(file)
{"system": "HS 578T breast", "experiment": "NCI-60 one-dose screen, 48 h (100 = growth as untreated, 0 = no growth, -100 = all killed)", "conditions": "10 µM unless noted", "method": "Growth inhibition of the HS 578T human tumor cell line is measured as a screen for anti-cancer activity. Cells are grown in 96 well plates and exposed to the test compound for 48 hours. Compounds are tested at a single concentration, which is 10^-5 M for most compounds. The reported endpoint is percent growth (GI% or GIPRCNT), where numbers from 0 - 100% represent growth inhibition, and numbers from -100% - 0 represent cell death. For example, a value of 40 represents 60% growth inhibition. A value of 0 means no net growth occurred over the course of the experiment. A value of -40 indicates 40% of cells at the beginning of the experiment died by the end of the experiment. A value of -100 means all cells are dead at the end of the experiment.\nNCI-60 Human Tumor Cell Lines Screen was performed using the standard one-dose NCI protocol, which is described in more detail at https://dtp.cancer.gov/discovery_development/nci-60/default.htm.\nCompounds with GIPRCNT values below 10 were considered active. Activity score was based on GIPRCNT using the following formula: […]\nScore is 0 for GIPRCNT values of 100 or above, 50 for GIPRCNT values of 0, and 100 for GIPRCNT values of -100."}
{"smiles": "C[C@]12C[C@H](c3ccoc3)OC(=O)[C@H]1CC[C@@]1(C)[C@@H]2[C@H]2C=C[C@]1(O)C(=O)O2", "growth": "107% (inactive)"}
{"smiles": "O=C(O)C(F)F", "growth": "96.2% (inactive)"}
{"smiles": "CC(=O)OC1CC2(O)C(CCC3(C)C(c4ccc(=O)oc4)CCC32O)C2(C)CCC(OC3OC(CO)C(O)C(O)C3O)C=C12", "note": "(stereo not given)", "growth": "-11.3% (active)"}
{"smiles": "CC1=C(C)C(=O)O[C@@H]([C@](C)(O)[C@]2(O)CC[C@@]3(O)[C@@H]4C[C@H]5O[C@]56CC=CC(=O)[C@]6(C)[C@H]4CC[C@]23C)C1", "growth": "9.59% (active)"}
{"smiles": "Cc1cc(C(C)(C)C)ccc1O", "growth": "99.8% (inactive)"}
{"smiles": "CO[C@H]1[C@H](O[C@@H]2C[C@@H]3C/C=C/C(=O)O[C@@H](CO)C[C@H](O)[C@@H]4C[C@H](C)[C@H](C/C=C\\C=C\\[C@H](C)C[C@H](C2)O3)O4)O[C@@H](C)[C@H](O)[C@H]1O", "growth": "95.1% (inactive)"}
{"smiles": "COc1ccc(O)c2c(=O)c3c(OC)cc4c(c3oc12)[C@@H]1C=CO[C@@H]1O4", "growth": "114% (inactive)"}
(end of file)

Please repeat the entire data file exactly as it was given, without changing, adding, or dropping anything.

{"system": "HS 578T breast", "experiment": "NCI-60 one-dose screen, 48 h (100 = growth as untreated, 0 = no growth, -100 = all killed)", "conditions": "10 µM unless noted", "method": "Growth inhibition of the HS 578T human tumor cell line is measured as a screen for anti-cancer activity. Cells are grown in 96 well plates and exposed to the test compound for 48 hours. Compounds are tested at a single concentration, which is 10^-5 M for most compounds. The reported endpoint is percent growth (GI% or GIPRCNT), where numbers from 0 - 100% represent growth inhibition, and numbers from -100% - 0 represent cell death. For example, a value of 40 represents 60% growth inhibition. A value of 0 means no net growth occurred over the course of the experiment. A value of -40 indicates 40% of cells at the beginning of the experiment died by the end of the experiment. A value of -100 means all cells are dead at the end of the experiment.\nNCI-60 Human Tumor Cell Lines Screen was performed using the standard one-dose NCI protocol, which is described in more detail at https://dtp.cancer.gov/discovery_development/nci-60/default.htm.\nCompounds with GIPRCNT values below 10 were considered active. Activity score was based on GIPRCNT using the following formula: […]\nScore is 0 for GIPRCNT values of 100 or above, 50 for GIPRCNT values of 0, and 100 for GIPRCNT values of -100."}
{"smiles": "C[C@]12C[C@H](c3ccoc3)OC(=O)[C@H]1CC[C@@]1(C)[C@@H]2[C@H]2C=C[C@]1(O)C(=O)O2", "growth": "107% (inactive)"}
{"smiles": "O=C(O)C(F)F", "growth": "96.2% (inactive)"}
{"smiles": "CC(=O)OC1CC2(O)C(CCC3(C)C(c4ccc(=O)oc4)CCC32O)C2(C)CCC(OC3OC(CO)C(O)C(O)C3O)C=C12", "note": "(stereo not given)", "growth": "-11.3% (active)"}
{"smiles": "CC1=C(C)C(=O)O[C@@H]([C@](C)(O)[C@]2(O)CC[C@@]3(O)[C@@H]4C[C@H]5O[C@]56CC=CC(=O)[C@]6(C)[C@H]4CC[C@]23C)C1", "growth": "9.59% (active)"}
{"smiles": "Cc1cc(C(C)(C)C)ccc1O", "growth": "99.8% (inactive)"}
{"smiles": "CO[C@H]1[C@H](O[C@@H]2C[C@@H]3C/C=C/C(=O)O[C@@H](CO)C[C@H](O)[C@@H]4C[C@H](C)[C@H](C/C=C\\C=C\\[C@H](C)C[C@H](C2)O3)O4)O[C@@H](C)[C@H](O)[C@H]1O", "growth": "95.1% (inactive)"}
{"smiles": "COc1ccc(O)c2c(=O)c3c(OC)cc4c(c3oc12)[C@@H]1C=CO[C@@H]1O4", "growth": "114% (inactive)"}